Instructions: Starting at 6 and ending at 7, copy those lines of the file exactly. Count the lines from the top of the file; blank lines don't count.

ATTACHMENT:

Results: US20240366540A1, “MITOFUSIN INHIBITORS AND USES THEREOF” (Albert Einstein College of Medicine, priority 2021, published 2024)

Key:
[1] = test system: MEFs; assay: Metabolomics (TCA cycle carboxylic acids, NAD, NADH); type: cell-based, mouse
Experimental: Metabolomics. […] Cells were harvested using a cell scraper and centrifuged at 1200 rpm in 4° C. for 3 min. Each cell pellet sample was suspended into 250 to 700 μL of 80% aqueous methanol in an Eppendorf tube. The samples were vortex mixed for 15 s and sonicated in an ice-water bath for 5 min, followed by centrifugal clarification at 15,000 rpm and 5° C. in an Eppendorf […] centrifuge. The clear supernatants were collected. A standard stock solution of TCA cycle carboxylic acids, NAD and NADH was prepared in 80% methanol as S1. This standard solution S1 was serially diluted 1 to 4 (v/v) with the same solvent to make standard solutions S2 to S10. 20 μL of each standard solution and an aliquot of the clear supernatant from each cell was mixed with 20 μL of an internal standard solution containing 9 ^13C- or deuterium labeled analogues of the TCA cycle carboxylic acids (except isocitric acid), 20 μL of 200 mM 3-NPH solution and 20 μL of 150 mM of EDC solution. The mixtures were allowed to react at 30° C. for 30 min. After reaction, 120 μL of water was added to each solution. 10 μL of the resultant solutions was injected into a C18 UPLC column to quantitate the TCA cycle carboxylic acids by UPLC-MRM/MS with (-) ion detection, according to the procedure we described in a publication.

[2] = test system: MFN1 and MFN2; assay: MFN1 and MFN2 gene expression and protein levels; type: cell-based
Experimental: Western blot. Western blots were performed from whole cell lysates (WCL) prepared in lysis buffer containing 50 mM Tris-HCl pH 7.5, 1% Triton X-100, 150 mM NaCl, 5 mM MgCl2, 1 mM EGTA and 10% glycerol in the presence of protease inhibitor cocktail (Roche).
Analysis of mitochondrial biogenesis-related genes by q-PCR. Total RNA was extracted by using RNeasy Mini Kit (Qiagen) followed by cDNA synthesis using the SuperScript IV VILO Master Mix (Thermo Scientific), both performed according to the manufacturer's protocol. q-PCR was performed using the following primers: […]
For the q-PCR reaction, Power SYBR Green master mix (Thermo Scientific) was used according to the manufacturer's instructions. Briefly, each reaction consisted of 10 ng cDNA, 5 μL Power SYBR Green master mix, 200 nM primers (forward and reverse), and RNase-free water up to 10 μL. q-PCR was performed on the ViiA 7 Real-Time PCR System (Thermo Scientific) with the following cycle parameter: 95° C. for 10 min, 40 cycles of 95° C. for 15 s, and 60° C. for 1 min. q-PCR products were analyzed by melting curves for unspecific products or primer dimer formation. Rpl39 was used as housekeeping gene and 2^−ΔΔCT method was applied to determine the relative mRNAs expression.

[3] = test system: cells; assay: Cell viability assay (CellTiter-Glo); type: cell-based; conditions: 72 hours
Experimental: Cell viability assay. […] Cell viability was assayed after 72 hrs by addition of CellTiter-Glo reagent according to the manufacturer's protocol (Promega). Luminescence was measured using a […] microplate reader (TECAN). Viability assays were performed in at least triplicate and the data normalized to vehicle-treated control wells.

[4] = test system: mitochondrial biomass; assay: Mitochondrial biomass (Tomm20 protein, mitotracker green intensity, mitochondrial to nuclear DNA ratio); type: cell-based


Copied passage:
Experimental: Western blot. Western blots were performed from whole cell lysates (WCL) prepared in lysis buffer containing 50 mM Tris-HCl pH 7.5, 1% Triton X-100, 150 mM NaCl, 5 mM MgCl2, 1 mM EGTA and 10% glycerol in the presence of protease inhibitor cocktail (Roche).
Analysis of mitochondrial biogenesis-related genes by q-PCR. Total RNA was extracted by using RNeasy Mini Kit (Qiagen) followed by cDNA synthesis using the SuperScript IV VILO Master Mix (Thermo Scientific), both performed according to the manufacturer's protocol. q-PCR was performed using the following primers: […]